The Long Pause

What is it about endings that make you crave beginnings?  The last week has been full of endings and hope for new beginnings.  I finally ended my relationship with Joe.  It was a long time coming, but it’s still emotional to end a relationship that you’ve had in your life.  And on a much more important scale, my dad is doing no better.  I don’t even dare to guess how long he has left.  Every estimate by every doctor, friend or family member has been eclipsed now.  I am living in the long pause, the slow inhale, before the exhale of the end.  I have fully accepted it now.  Sometimes, I think he has struggled this long so that we would all have time to accept this as the end, the final period (or for those that are spiritual, the semicolon.) 🙂

The end.  It’s such a loaded term.  All of my favorite childhood stories signed of in the famous phrase, “The End.”  But somehow after reading those words, I never really felt sad to say goodbye to the story.  It was always warming that the story was now part of my being, and it was good.  I’ve made peace with this as the feeling about my dad’s “The End.”  Up until his cancer, it truly was a fairy tale.  A story so pure and so good that it leaves you with warmth that glows from within.  I get to carry that forward with me.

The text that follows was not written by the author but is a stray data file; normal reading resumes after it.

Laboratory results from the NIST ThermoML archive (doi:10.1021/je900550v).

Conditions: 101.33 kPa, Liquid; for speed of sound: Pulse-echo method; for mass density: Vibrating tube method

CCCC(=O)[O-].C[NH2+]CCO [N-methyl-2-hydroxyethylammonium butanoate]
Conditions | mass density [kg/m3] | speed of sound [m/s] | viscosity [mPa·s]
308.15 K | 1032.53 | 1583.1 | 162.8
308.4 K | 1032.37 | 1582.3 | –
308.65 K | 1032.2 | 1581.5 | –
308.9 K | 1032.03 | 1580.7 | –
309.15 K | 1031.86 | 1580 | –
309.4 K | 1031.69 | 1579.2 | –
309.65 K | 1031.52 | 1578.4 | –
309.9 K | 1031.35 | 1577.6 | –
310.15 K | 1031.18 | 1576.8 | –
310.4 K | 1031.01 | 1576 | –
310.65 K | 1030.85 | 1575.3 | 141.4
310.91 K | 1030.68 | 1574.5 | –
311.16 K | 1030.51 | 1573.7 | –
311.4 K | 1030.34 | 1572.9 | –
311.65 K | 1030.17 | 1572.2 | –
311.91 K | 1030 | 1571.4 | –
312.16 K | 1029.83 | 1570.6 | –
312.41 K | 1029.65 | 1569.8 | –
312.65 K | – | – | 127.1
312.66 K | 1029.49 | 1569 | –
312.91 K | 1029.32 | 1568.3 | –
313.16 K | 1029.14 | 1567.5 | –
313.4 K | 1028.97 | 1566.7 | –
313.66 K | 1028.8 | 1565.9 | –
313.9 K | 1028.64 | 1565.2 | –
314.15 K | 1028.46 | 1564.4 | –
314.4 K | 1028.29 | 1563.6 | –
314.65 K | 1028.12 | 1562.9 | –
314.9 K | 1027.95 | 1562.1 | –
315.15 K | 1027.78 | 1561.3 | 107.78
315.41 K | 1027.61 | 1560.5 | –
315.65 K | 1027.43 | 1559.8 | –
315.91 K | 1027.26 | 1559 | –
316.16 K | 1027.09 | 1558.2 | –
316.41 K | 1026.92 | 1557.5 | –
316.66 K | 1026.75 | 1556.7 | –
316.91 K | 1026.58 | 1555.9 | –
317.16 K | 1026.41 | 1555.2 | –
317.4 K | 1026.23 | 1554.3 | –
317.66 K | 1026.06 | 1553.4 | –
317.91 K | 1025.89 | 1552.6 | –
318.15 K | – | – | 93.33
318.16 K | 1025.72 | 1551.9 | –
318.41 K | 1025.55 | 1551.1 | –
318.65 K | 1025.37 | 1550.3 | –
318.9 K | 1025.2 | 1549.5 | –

I know this seems odd but my mom and I have already started grieving this, even though we are still in the long pause.  In truth, we really started grieving the day he was diagnosed.  This was in fact the inevitable outcome.  Now that he can’t communicate with us anymore, it’s easy to miss him already.  And so we step forward each day, ever so reluctantly and lightly, but the march of time and the inevitability of this all makes us walk forward regardless.  I can only hope that on the other side of this chapter I can begin anew with “Once Upon a Time.”  I could really use a “Once Upon a Time.”

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2 thoughts on “The Long Pause

  1. I think that you are very young to have to learn these truths, Bonnie, but you are correct. Some long endings ARE an opportunity to say goodbye, and to not be jarred into a new reality.
    There is also a term for the mourning that you have already been doing. It’s called anticipatory grief. I think that you will find that you are forever changed, but you will be alright. You sound strong. Still praying for all of you.

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